As a pastor, I’ve been able to witness firsthand lives being changed by the power of Christ. I’ve seen hearts of stone melt like butter from the warmth of the gospel message. If there is one thing that these experiences have taught me it’s that we’re all the same in this regard: we all respond powerfully to a message of self-sacrifice. Nothing impacts the emotions of the human spirit more than witnessing someone offering to take punishment or hardship in the place of someone else so that they won’t have to. It is a story that has been idealized in legends and revered in films like Titanic, Saving Private Ryan, Star Wars, The Matrix and Independence Day, among others. It’s no coincidence that the characters who die in place of others in “The Green Mile” and “Man on Fire” have the initials “J.C.”. It’s in our nature…we are predisposed to respond to a message of sacrifice, like the message of the cross. Jesus said it this way…

Greater love has no one than this, that someone lay down his life for his friends.
– John 15:13

So what it is that finally breaks the dam in Joseph’s heart and allows for his emotion to come pouring out like a flood? It’s listening to his brother Judah, begging to be imprisoned in place of his younger brother, Benjamin. Whatever hatred for his brothers might have been rooted in Joseph’s heart, the impact of Judah’s act was simply too great, and that hatred was washed away by overwhelming river of love.

I love that. Joseph’s heart was moved in many ways by the same emotion that has drawn all believers to the gospel message. It’s an emotion only felt by someone who has experienced someone dying for them, being sacrificed in their place. I have experienced that first hand and the love I feel as a result is enough to allow me to forgive thousands of wrongs against me. Thank you, Lord, for taking my place. May I always respond to that act by forgiving others and loving them in spite of what they might have done to me.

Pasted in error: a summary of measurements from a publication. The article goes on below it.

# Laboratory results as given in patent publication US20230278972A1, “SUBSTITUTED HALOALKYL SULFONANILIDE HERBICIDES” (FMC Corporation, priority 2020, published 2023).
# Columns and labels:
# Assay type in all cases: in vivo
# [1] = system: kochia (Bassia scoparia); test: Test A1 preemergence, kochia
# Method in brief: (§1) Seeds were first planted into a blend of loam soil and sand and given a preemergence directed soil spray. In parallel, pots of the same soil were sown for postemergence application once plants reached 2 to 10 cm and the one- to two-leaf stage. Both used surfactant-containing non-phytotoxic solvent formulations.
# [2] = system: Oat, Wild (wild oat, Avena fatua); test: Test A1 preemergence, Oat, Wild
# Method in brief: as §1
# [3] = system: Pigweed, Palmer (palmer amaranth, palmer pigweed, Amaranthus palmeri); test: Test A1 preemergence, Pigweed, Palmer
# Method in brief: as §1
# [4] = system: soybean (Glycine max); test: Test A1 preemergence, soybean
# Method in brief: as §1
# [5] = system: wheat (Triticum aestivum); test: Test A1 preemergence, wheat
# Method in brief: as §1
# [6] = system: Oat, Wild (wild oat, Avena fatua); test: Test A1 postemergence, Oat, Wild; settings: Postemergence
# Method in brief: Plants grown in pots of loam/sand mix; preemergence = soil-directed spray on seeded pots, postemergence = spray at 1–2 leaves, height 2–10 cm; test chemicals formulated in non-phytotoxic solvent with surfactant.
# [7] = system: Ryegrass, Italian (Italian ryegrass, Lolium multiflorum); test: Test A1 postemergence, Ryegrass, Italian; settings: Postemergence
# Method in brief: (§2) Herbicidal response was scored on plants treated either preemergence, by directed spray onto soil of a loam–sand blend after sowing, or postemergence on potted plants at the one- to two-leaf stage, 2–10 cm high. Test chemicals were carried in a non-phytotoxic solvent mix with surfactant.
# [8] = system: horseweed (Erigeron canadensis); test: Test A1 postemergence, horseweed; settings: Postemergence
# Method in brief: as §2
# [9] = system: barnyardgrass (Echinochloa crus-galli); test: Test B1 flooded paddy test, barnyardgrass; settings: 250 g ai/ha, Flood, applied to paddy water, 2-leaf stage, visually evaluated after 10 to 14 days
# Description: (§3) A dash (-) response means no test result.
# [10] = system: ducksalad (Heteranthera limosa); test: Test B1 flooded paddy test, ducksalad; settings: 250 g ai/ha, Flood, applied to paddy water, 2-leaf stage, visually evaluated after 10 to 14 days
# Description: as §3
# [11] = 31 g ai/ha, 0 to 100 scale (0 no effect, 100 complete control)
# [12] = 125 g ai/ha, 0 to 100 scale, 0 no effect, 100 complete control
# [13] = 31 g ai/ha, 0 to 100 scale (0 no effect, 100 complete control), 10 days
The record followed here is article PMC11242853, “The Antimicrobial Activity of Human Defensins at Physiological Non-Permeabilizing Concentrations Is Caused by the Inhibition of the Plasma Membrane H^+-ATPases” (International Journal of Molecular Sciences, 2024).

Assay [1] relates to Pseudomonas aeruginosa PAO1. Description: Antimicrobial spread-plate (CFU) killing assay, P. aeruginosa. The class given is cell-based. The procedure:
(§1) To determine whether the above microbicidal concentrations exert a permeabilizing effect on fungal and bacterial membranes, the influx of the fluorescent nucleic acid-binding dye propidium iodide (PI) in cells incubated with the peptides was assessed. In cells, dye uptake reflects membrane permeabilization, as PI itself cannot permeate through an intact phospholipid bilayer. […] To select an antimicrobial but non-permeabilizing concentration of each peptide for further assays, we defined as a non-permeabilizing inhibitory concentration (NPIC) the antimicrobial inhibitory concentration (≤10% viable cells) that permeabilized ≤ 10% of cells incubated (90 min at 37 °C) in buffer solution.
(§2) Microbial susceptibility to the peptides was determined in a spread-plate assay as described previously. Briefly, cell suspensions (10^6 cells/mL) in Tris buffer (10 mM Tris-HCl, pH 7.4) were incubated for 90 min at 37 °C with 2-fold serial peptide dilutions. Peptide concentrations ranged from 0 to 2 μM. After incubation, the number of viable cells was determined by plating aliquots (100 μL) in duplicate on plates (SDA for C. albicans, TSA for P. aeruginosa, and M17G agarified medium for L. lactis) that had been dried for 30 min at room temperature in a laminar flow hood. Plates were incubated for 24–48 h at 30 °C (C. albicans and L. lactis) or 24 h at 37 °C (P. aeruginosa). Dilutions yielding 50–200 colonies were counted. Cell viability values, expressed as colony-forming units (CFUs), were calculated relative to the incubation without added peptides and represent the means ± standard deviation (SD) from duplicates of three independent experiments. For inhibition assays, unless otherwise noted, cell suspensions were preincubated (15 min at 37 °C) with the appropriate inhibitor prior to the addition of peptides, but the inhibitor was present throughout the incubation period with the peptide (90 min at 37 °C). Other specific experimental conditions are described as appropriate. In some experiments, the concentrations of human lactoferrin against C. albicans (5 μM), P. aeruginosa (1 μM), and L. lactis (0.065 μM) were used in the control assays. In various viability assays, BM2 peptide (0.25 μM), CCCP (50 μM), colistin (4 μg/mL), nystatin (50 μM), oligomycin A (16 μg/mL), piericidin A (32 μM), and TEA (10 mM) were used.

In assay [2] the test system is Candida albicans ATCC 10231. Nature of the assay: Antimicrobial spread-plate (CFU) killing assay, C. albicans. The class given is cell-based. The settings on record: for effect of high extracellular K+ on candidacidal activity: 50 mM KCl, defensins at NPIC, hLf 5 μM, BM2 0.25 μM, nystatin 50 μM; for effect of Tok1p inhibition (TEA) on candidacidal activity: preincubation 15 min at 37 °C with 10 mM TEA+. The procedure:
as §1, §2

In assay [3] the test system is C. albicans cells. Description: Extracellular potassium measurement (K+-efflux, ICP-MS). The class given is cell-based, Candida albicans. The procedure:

Genesis 43 (50 Days – Day Forty Three)

Since this subject has been brought up in previous readings, I thought I would share some thoughts about reconciliation in a more practical way. If you have identified a broken relationship in your life I hope that it would be your desire to reconcile. If so, perhaps you’re wondering how to go about doing it? Of course, apologies need to be made and perhaps you’ve done that. Maybe you’ve smiled and greeted each other warmly at church or the supermarket. Now what? What can you do to bring the reconciliation to some type of crescendo?

I would suggest to you that there is something that you can do that will honor them and give you opportunity for extended fellowship: invite them to a meal in your home.

This is a lost art in my generation. We seemed to have forgotten how to respect this time-honored tradition. For millenniums, a meal at someone’s home was a real event for everyone involved. The best food was made, the best dishes were used and the scope of the evening went far longer than an hour. This is especially true of Jewish culture, but most cultures revere having someone into their home as a way of showing them great servitude. Is there a better place for reconciliation to happen, than over a meal that you have personally prepared and now serve to your guests? Is there a better way to show someone that you are serious about your relationship?

This can have an enormous impact on someone. Imagine a relationship where you hurt someone. Imagine you said something really cutting, and ripped their life apart with your words. You’ve felt guilty ever since, and have lost countless nights of sleep over it. How do you recover from that? Even after apologies are made, and you are once again cordial with each other, what can restore that type of relationship? With the caveat that it may never be the same again, imagine the impact it would have on you if that person then invited you to their home for a meal. Their actions speak louder than their words. They may have accepted your apology months ago, but this…they’re inviting you to come into their home, to be around their kids and to spend an evening together with you in conversation. What an immense gesture that would be.

We’ve lost the art of entertaining. I will admit that most times I would prefer to go out to eat with others, and this is purely a pragmatic choice. I have children and sometimes they act up, so by going out to eat, I can choose the time of our departure more easily. Spending time in a home doesn’t leave that option. It demands a looser schedule, and a lengthier conversation. This can only be good for us, as it causes us to reach beyond what we’re comfortable with and that’s a great way to get to intimacy in a relationship.